Now, let’s see if anyone famous was born on the 27th of April. Well, of course there were some... Mary Wollstonecraft 1759 (Feminist philosopher.), Samuel Morse 1791 (Co-inventor of the code that bore his name.), Ulysses S. Grant 1822 (The well-known president.), Sergei Prokofiev 1891 (Composer. Have a clip. You will recognise this, I am certain.), Walter Lantz 1899 (Animator. Created Woody Woodpecker.), Cecil Day-Lewis 1904 (Poet. Dan’s dad.), Chiang Ching-kuo 1910 (The well-known president.), Jack Klugman 1922 (Ectaw. Quincy. That was him.), Sheila Scott 1922 (Flighty woman.), Derek Chinnery 1925 (BBC Radio 1 controller. Yeah, not so famous. Just someone that I remember.), Anouk Aimée 1932 (Actrice.), Casey Kasem 1932 (DJ who wore some lovely jumpers.), Sandy Dennis 1937 (Ectress. Honey in Who’s Afraid of Virginia Woolf. That was her.), Judy Carne 1939 (Ectress. Sock it to me.), Michael Fish 1944 (Weatherman.), Cuba Gooding Sr. 1944 (A bit of the Main Ingredient. They just don't want to be lonely.), Martin Chivers 1945 (Footy bloke.), Pete Ham 1947 (Ivory tickler with Badfinger. Here’s their first biggie, Come and Get It.), Ann Peebles 1947 (Singer who doesn't like the rain.), Frank Abagnale 1948 (Catch him if you can.), Katie Pearson 1948 (A B-52. A clip? Here’s Rock Lobster.), Ari Vatanen 1952 (Rally driver and now MEP.), Sheena Easton 1959 (Singer. A clip? Here’s 9 to 5.  Do you see that any Americans out there? 9 to 5. Not Morning Train. 9 to 5.), Marco Pirroni 1959 (An Ant. Have a clip. Here’s Antmusic.), Russell T Davies 1963 (Screenwriter.), Anna Chancellor 1965 (Ectress.), Willem-Alexander 1967 (The well-known king.), Darcey Bussell 1969 (Rerr dancer.), Sally Hawkins 1976 (Ectress.) and Jenna Coleman 1986 (Ectress. Queen Victoria. Her.).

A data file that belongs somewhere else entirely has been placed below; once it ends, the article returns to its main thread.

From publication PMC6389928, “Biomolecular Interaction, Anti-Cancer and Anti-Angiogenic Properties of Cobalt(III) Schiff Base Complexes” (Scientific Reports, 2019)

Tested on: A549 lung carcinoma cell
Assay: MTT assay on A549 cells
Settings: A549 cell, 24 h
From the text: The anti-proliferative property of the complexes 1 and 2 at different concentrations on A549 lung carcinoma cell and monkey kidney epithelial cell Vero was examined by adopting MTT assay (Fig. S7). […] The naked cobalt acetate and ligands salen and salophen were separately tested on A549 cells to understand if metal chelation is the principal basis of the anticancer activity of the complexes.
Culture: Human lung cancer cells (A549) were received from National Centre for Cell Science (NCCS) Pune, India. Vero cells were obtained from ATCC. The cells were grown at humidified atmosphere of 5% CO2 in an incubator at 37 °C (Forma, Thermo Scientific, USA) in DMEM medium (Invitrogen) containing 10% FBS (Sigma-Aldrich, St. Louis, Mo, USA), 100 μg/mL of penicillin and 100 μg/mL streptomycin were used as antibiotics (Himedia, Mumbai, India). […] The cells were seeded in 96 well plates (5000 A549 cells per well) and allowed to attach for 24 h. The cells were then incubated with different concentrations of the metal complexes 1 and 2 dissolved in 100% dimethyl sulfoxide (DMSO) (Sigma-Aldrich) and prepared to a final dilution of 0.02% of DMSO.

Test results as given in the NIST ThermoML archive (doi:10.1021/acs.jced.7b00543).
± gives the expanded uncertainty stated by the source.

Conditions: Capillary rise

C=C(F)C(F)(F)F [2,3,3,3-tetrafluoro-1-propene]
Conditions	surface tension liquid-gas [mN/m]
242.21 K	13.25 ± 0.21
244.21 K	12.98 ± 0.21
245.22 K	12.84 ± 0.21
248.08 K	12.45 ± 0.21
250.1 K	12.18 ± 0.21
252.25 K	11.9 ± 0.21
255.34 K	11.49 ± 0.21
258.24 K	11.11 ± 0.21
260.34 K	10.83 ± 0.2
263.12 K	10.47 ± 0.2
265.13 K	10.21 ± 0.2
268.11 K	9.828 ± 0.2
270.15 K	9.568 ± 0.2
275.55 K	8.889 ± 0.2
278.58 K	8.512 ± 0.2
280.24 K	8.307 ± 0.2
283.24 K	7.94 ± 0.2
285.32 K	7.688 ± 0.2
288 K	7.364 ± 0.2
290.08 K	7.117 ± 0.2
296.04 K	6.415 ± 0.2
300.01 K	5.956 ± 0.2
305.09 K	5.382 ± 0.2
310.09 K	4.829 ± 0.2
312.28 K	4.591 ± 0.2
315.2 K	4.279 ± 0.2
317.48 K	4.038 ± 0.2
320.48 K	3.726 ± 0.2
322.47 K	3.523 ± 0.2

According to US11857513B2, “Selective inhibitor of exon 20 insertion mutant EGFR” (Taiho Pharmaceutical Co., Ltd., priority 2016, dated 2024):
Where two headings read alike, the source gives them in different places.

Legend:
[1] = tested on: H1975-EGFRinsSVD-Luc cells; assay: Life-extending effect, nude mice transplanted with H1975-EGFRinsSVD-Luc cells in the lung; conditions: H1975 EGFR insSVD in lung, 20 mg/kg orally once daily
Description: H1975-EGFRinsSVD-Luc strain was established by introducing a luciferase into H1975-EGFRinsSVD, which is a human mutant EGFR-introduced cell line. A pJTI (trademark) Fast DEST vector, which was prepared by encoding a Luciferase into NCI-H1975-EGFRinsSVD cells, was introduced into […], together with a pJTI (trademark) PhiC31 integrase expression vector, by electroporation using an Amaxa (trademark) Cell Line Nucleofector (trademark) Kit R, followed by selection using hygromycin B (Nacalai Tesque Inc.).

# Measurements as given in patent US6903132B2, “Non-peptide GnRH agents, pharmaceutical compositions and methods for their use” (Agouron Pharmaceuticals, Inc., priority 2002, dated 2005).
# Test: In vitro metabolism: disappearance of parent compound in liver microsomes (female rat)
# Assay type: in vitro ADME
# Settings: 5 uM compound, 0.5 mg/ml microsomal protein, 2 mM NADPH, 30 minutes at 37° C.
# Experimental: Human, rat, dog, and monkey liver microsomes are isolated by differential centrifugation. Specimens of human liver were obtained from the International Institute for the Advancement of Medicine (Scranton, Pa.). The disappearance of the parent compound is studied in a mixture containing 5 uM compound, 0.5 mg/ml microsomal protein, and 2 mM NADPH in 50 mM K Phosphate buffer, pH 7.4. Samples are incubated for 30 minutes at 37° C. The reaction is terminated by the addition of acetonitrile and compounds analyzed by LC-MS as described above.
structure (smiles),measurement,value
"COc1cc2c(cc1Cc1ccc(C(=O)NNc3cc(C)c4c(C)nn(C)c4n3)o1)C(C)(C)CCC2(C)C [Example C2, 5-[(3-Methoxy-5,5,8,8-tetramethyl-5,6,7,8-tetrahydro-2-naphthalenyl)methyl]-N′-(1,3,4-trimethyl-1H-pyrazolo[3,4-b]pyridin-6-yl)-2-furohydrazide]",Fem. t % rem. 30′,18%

Now, let’s get up to date... Were any famous folk born on the 4th of May. Well, of course there were. Eric Sykes 1923 (Writer, comedian, actor and director.), Maynard Ferguson 1928 (Musician. How about a clip? Let’s have some jehhhzzz. Here’s Birdland.), Audrey Hepburn 1929 (Ectress. Eliza Doolittle. That was her. Marnie Nixon provided Eliza’s singing voice in My Fair Lady, but this is definitely Audrey. Hmm... Now we know why Marnie got the gig.), Manuel Benítez Pérez aka El Cordobés 1936 (Bullfighter.), Dick Dale 1937 (Geetarist. Here’s his best known piece, Misirlou. Not the most animated bunch.), Tyrone Davis 1938 (Singer. Let’s have some soul.), John Watson 1946 (Racey car drivery bloke.), Colin Bass 1951 (A bit of Camel. Another clip? Why not? Here’s Sasquatch. Bass is on bass.), Sigmund ‘Jackie’ Jackson 1951 (A Jackson. Not sure if I should be including a clip featuring you-know-who, but here is I Want You Back.), Pia Zadora 1953 (Actress, it says here. She was not considered the most talented in her field. The story goes that when she was giving a particularly hammy performance as Anne Frank, there came the scene when the Nazis came to search the house for her. At this point an audience member had clearly had enough and helped them out by shouting, ‘She’s in the attic.’), Randy Travis 1959 (Curntry n Wyustern sanger. Another clip? Shoot! Why not?), Jay Aston 1961 (A bit of Bucks Fizz. Let’s have another clip... and not the one you think. Here's an honest camera.), Kate Garroway 1967 (TV and radio presenter.), Eric Djemba-Djemba 1981 (Footy homme.), Fernandinho 1985 (Cara de futebol.), Cesc Fàbregas 1987 (Tipo de fútbol.), Jorge Lorenzo 1987 (Piloto de motos.) and Rory McIlroy 1989 (Golfy bloke.).

 

 

I’ve received a letter...

Dear Mr Grumbleboots,

We are both great fans of Adam and the Ants. Thank you for giving us a link to an early hit. Antmusic almost made it to number one, but can you recall which song provided them with their first chart topper?

Yours with lots of love,

Stan Dandy, Lee Vurr.

 

 

.....oooOooo.....